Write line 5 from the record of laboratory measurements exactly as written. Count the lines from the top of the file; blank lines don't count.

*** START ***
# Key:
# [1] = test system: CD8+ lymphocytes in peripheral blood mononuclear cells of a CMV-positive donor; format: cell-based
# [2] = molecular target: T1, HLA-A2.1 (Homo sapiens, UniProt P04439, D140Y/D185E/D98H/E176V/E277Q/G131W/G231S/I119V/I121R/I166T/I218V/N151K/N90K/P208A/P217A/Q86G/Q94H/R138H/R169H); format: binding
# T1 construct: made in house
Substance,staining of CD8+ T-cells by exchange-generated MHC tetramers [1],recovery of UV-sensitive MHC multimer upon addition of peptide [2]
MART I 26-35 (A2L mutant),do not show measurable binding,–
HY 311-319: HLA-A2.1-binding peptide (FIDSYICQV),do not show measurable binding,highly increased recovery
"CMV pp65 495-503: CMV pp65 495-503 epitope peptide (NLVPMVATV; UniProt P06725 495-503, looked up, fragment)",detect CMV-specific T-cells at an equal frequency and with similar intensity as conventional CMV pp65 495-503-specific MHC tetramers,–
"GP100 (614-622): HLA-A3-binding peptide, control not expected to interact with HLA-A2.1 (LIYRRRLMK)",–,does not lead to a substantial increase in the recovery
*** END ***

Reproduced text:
Substance,staining of CD8+ T-cells by exchange-generated MHC tetramers [1],recovery of UV-sensitive MHC multimer upon addition of peptide [2]